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Dual screening by Spectral Artificial Visual Examination (SAVE) for Female Genital Schistosomiasis (FGS) and cervical cancer. Digital, new, low-cost, and simple screening and training.

Project description

Improving diagnosis of female genital schistosomiasis

Female genital schistosomiasis (FGS) is a parasitic infection prevalent in sub-Saharan African countries, with symptoms similar to cervical cancer or sexually transmitted infections, leading to misdiagnosis. The DUALSAVE-FGS project aims to develop a smartphone-linked multispectral colposcope for FGS diagnosis and conduct a clinical trial in three countries with different FGS epidemiology. It will design an eLearning course to train clinicians and scientists, adapt training and equipment to practical realities such as unstable electricity and poverty, and collaborate with national health authorities in Southern Africa, the WHO, and a European country to design management protocols. The project aims to improve FGS diagnosis and management in resource-limited settings.


"Around 300 million African girls and women are at risk of the poverty related disease, Female Genital Schistosomiasis (FGS), and 400 million are at risk for cervical cancer. Most of these are in Sub-Saharan Africa. FGS may be mistaken for cervical cancer or a sexually transmitted infection, and treated accordingly. Women may have FGS lesions, have cryptogenic bloody or malodorous discharge, or pain, and, be at higher risk for HIV and Human papillomavirus (HPV).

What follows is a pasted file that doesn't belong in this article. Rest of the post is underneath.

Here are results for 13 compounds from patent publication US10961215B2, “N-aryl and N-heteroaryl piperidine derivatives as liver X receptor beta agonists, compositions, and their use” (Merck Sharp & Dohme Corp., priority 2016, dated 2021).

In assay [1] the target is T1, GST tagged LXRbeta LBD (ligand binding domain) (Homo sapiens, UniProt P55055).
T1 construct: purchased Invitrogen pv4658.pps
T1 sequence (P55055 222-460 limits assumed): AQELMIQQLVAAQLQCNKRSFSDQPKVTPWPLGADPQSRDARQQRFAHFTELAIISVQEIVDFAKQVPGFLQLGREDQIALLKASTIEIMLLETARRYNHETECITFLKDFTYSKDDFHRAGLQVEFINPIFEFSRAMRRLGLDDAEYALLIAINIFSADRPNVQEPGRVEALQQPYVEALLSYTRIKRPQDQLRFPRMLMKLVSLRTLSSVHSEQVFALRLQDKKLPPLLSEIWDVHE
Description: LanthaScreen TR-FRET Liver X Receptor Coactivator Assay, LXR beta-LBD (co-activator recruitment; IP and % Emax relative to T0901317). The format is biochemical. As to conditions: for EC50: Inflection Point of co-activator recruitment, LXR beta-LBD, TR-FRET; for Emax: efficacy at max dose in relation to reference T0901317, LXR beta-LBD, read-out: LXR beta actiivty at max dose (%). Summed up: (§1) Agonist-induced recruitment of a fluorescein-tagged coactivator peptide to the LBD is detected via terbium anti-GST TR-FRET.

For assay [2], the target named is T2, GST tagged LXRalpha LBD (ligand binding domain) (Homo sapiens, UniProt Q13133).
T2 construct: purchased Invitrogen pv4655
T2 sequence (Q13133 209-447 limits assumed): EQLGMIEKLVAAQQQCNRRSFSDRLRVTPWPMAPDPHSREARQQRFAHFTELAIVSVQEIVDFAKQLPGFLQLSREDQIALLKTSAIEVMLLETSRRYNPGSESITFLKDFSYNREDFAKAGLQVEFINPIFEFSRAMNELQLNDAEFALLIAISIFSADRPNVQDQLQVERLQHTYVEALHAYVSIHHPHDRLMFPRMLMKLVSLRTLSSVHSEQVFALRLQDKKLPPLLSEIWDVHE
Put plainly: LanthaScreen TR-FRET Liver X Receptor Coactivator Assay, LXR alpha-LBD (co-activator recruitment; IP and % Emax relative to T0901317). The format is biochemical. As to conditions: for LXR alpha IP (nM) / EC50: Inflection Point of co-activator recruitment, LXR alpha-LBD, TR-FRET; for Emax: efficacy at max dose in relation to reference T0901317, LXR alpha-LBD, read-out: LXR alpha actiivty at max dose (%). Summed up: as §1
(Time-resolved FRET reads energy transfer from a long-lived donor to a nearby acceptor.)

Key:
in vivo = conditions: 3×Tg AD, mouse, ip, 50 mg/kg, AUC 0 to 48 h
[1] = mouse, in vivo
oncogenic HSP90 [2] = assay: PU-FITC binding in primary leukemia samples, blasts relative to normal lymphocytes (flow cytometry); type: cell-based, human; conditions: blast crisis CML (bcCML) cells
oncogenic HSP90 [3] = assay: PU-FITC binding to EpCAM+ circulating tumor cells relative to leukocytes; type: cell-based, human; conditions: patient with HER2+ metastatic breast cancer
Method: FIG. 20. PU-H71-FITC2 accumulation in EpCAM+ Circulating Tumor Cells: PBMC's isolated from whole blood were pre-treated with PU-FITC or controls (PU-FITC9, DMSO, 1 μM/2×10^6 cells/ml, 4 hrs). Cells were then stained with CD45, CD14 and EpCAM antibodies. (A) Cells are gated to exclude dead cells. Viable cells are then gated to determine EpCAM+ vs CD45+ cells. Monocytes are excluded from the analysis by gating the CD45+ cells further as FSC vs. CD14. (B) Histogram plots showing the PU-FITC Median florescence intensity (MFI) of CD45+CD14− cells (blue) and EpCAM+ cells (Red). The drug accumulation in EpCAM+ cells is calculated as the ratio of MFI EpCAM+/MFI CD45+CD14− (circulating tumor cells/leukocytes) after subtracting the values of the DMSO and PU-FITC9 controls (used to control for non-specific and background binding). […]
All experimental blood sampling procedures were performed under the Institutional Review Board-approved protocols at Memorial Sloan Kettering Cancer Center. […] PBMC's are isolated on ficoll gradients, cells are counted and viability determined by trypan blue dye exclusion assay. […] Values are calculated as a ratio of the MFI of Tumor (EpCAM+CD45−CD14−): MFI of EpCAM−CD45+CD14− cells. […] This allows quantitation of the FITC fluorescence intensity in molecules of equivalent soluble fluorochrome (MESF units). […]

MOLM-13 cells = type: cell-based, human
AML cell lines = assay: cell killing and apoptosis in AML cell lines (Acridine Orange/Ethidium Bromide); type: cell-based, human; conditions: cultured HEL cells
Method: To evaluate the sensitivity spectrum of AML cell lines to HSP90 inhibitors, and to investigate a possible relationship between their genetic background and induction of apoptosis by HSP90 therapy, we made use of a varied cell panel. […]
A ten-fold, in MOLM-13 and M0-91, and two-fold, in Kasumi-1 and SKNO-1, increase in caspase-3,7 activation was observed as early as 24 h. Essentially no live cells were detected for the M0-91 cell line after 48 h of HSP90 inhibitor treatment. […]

FGS is best diagnosed by point-of-care visualisation of the shape and colour of the lesions. However, health professionals require several weeks of training where the disease is seen frequently, and often they need a colposcope to recognise FGS. Worldwide, there are only a handful of health professionals who are proficient in FGS diagnosis.
A multispectral highly innovative colposcope linked to a smartphone, designed by an SME for cervical cancer recognition, will be adapted and validated for FGS diagnosis in this proposal. In three countries with different FGS epidemiology and different practices for gynaecological investigations of women, we will conduct a clinical trial in the spirit of the EDCTP agenda, with the ultimate aim of a patent and local production. With lessons from the SARS-CoV-2 pandemic, an eLearning course will be designed and trialled. Equipment, consultations and training will be adapted to practical realities (cultures, unstable electricity/internet, poverty, vulnerability). As recommended by the WHO and the ""HPV faster approach"", the diagnosis should be at the point-of-care. Management and data collection protocols will be designed in collaboration with the national health authorities in Southern Africa, the WHO and also in one European country. This is a thrust to promote clinical research and digitalisation for vulnerable populations. Hundreds of clinicians and scientists will receive training in FGS, clinical trials, and social sciences."


Net EU contribution
€ 2 783 420,00
0450 Oslo

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Norge Oslo og Viken Oslo
Activity type
Higher or Secondary Education Establishments
Total cost
€ 2 783 420,00

Participants (8)